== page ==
While digital sales have been strong for Converse — as well as other athletic and apparel brands — there is a renewed interest in in-store shopping. Noting how consumers are looking for both, Uzzell said they want to see things on their mobile devices, go into “a really cool live shopping experience,” and might still choose to order the product on their devices to have the goods shipped to their homes rather than carry it. “Brands that are able to navigate both will be the brands of the future. We are investing in digital, which has grown exponentially in the last three to five years and will continue to grow. But we’re also making sure we’re driving immersive, elevated consumer experiences in our own stores or partner stores.”

In the past two years Converse has partnered with dozens of individuals and brands to create products. Case in point: the Converse site showcases consumers styled with the brand or its Instagram shows such collaborators as Rick Owens, Samuel Ross of A-Cold-Wall and Comme des Garçons Play. There are also references to basketball standouts like Draymond Green, Natasha Cloud and Kelly Oubre Jr., who are among the athletes who have partnered with the company.

The Chuck 70 Classic.
Courtesy of Converse

Asked how the limited-edition shopping model — a dominant practice in the industry — squares with the importance of sustainability, he said, “We’re continually focused on sustainability [singling out the brand’s Renew collection as an example]. We’re doing everything we can to reduce our impact on the environment. Like Nike, we’re part of a strategic initiative over the next several years to do everything we can to limit our impact on the environment that we do business in and we’re making marked progress. As it pertains to collaborators specifically, our collaborators really make sure we stay true to the brand and we stay connected to our consumers and continue to tell amazing stories that are authentic to our consumers.”

As for how the industry’s practice of offering continual drops, which promotes constant shopping as opposed to buying a pair or two of sneakers as was the practice years ago, Uzzell said, “I hadn’t looked at it that way. Drops is an industry term. I look at it that when we do something with a collaborator and make it available to our consumer target, we’re telling amazing stories that our consumers are looking for. We do it in a way that is only done in a Converse way. I feel that it’s on strategy and it’s part of the way of making sure that we stay true to the brand and true to our consumers.”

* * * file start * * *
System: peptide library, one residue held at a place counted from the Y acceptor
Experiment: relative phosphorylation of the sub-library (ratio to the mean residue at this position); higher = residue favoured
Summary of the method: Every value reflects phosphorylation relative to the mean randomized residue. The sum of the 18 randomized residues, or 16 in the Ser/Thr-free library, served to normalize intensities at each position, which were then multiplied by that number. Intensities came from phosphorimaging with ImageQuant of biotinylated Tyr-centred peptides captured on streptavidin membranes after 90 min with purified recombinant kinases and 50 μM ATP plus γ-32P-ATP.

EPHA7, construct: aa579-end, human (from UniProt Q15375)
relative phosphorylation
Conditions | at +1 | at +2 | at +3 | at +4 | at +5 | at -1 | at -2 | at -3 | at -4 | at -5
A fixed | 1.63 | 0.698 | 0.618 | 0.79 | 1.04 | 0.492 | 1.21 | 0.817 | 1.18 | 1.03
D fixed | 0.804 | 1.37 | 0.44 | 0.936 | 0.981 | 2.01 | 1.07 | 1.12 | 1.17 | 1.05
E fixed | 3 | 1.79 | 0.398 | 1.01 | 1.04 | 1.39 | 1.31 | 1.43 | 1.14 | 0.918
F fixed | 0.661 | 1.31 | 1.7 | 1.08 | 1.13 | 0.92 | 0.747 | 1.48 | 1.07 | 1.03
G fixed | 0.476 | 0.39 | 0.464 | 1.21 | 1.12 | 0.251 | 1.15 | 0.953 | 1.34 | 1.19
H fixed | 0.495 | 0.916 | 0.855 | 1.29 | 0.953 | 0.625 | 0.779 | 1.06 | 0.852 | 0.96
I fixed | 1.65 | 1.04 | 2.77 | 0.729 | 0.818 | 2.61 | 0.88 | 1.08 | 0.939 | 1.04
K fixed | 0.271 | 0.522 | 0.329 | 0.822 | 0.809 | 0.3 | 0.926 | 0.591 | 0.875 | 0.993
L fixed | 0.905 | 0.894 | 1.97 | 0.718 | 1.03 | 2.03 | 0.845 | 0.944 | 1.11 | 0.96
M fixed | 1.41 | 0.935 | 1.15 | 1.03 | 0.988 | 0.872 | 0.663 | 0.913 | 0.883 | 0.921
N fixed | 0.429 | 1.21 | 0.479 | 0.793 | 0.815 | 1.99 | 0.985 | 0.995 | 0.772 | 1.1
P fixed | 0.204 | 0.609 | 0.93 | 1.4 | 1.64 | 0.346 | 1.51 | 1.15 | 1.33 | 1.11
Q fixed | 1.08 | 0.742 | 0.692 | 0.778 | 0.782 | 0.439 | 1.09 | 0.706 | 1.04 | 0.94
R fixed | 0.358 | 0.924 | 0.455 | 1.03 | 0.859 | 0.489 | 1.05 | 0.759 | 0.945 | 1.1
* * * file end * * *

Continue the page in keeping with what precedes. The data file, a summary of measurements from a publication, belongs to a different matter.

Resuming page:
The key demographic ranges from the age of 14 to early twenties — especially those who are known to favor creativity, creating change and making the world a better place — but people from 3 to 90 are among its shoppers.

Asked where are the areas that need improvement, he said, “We look at it as, ‘How do you stay close to the consumer?’” and balance the brand’s “amazing” 100-year plus history and heritage while also keeping current through digital and in-store investments, immersive storytelling and distinct experiences to distinguish the brand from the competition and using data to further facilitate and enhance consumer experiences. Transparency that highlights the brand’s value and purpose that aligns with consumers and employees alike is another priority. That could be diversity, equity and inclusion, sustainability and worldwide community outreach — all practices that the company has lived in recent years.

As for whether the push for greater DE&I and sustainability was more consumer-driven for most corporations, he said, “I don’t look at it that way. If you were to spend time in our building and meet the employees, diversity, equity and inclusion, or sustainability and social and community impact are what our people live and breathe every day. You won’t recruit the best and the brightest creatives at Converse unless this is core to the brand, which it is. When these issues come up, they want to know not only what are we saying but what are we doing inside and outside of the building to make the world a better place. Are we going to solve it all? No, but we definitely can have an impact.”

Asked if such efforts have become more pronounced over the past two years societally, he said, “You know what, it might be that as an African American CEO, I don’t know if it’s been more pronounced…has it been talked about on the networks and everywhere else? Yes, but I don’t think it’s more pronounced. The only thing I can say for Converse is that I have been amazingly impressed with the actions they took before I got here, as well as during the last couple of years. When these moments happen, whether it be the pandemic, social justice or supply chain issues, if you’re not doing the right things before they happen, it’s very difficult to play catch up — other than lip service — when they do happen.”

The company has had a dedicated DEI leader since 2019 and pre-pandemic has focused on diverse hiring and increasing representation at all levels of the business, among other things. The pandemic accelerated dedicated DEI education, anti-racism and unconscious bias training, boosting talent pipelines and funding through Nike Inc.’s Black Community Commitment. Inclusion is further being enhanced by hiring more women and members of the LGBTQ community.